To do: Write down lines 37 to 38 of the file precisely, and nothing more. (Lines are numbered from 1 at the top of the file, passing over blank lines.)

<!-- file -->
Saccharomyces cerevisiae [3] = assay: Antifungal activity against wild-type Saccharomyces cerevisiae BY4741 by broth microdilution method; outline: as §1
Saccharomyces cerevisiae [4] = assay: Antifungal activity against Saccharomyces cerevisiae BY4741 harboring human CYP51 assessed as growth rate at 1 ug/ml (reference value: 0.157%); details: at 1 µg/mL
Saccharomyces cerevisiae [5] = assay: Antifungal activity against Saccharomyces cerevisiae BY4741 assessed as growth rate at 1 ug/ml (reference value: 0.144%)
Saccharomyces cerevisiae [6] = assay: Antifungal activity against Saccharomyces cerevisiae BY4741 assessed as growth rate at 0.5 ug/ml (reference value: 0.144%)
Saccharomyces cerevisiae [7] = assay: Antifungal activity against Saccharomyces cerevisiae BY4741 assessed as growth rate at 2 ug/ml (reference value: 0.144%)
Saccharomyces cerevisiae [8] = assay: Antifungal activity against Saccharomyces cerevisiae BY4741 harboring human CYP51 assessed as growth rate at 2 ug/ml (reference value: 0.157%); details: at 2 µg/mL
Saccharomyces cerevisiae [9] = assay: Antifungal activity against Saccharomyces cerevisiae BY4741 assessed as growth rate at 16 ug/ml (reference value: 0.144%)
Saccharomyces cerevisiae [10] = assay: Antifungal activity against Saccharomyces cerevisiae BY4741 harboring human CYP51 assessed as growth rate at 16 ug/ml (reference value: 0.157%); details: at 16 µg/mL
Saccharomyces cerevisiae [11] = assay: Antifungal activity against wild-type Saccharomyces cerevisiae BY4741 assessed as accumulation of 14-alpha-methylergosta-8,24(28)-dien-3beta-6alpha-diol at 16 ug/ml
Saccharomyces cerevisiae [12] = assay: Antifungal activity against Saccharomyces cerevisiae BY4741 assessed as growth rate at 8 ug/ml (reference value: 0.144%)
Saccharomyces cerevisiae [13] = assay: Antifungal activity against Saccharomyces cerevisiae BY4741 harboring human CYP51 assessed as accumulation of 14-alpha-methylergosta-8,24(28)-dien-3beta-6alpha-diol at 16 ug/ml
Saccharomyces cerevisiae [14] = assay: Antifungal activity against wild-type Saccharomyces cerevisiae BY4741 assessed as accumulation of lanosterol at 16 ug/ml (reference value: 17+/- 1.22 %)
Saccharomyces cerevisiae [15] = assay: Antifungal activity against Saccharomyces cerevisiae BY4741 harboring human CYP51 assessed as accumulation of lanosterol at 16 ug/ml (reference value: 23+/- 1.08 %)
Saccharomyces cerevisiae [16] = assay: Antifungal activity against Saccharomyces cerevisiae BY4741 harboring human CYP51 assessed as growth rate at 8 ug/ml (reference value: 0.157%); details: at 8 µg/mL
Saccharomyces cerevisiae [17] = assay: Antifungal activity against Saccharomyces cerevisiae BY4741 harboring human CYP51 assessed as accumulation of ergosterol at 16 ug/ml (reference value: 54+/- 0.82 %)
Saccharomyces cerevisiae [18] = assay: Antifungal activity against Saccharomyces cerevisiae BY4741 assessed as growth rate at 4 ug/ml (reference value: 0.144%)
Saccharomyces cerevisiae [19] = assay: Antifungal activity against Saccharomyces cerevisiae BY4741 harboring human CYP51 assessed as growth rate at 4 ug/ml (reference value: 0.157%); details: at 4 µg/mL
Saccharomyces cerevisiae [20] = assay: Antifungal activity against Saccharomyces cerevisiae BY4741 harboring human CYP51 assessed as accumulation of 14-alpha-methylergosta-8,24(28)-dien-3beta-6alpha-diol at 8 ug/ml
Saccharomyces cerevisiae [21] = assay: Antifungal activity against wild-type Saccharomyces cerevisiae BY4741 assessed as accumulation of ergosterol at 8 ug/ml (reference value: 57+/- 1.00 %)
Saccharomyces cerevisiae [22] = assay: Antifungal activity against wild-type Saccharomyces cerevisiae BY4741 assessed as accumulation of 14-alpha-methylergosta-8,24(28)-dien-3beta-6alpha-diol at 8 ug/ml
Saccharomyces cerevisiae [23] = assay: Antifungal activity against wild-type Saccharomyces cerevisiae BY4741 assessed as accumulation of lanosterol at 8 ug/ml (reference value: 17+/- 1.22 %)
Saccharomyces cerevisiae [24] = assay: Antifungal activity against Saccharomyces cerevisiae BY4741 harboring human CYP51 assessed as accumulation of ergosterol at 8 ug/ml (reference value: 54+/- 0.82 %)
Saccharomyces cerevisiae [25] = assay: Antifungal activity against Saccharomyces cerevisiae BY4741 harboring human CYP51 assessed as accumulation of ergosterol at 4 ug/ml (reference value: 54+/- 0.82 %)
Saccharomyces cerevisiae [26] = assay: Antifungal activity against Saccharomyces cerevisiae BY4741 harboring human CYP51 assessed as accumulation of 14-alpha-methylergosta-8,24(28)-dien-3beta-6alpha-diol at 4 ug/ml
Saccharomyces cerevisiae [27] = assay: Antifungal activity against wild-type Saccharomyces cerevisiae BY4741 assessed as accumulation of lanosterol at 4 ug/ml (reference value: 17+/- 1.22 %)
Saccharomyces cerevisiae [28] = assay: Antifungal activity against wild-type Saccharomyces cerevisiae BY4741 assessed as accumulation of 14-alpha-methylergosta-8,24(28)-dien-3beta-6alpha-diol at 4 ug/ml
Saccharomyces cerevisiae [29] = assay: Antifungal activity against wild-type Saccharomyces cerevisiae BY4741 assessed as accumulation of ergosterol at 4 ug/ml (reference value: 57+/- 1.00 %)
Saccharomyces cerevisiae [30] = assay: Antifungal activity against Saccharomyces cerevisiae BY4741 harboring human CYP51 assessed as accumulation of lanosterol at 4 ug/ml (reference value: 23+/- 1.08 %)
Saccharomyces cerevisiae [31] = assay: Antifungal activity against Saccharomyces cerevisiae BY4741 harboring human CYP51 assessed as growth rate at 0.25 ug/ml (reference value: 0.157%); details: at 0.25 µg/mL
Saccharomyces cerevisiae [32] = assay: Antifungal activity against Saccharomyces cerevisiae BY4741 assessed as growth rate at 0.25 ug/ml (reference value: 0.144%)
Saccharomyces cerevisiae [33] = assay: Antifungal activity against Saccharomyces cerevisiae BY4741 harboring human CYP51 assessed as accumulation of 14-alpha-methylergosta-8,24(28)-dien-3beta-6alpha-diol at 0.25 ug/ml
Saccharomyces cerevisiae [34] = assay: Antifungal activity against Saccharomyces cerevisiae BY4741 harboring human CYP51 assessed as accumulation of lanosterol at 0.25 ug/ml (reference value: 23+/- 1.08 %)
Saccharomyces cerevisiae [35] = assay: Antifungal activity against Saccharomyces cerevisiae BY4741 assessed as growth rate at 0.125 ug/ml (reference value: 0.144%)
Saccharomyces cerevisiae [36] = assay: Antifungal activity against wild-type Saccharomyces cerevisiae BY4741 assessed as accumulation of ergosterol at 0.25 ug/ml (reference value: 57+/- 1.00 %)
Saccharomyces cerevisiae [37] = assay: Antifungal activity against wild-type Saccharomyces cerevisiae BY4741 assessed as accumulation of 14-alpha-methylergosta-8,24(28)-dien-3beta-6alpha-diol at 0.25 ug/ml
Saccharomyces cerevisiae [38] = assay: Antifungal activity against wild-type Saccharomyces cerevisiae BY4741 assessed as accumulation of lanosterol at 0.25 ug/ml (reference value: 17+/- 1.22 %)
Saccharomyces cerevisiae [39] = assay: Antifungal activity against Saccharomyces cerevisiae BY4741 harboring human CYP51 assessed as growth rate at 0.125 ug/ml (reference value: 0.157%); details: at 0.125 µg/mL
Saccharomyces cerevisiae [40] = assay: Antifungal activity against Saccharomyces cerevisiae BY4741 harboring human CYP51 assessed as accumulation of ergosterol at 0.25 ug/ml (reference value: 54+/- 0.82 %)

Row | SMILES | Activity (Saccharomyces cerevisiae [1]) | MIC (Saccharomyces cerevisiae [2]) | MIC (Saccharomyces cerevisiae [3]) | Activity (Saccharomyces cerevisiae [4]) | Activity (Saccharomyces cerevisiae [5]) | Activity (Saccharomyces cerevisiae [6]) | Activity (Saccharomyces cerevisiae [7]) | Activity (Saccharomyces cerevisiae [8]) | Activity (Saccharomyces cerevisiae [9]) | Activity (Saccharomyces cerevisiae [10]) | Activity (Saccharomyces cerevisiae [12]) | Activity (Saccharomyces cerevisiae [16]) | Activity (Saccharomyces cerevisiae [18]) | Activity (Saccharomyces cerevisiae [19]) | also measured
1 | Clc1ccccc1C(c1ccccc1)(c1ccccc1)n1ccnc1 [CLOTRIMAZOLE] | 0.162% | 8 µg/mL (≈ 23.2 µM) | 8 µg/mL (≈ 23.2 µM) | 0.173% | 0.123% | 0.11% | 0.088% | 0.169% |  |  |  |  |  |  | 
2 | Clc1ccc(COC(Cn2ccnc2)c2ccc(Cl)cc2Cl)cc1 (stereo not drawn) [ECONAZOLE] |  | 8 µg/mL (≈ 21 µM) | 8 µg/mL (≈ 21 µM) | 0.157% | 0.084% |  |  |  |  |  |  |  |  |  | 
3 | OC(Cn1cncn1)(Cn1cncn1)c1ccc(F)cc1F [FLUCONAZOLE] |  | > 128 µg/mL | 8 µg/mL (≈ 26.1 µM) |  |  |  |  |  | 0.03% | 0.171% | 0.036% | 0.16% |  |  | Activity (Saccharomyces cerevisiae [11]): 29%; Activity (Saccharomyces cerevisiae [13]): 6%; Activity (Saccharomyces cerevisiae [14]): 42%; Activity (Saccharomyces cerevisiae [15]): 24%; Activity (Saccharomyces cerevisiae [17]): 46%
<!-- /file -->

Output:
Saccharomyces cerevisiae [39] = assay: Antifungal activity against Saccharomyces cerevisiae BY4741 harboring human CYP51 assessed as growth rate at 0.125 ug/ml (reference value: 0.157%); details: at 0.125 µg/mL
Saccharomyces cerevisiae [40] = assay: Antifungal activity against Saccharomyces cerevisiae BY4741 harboring human CYP51 assessed as accumulation of ergosterol at 0.25 ug/ml (reference value: 54+/- 0.82 %)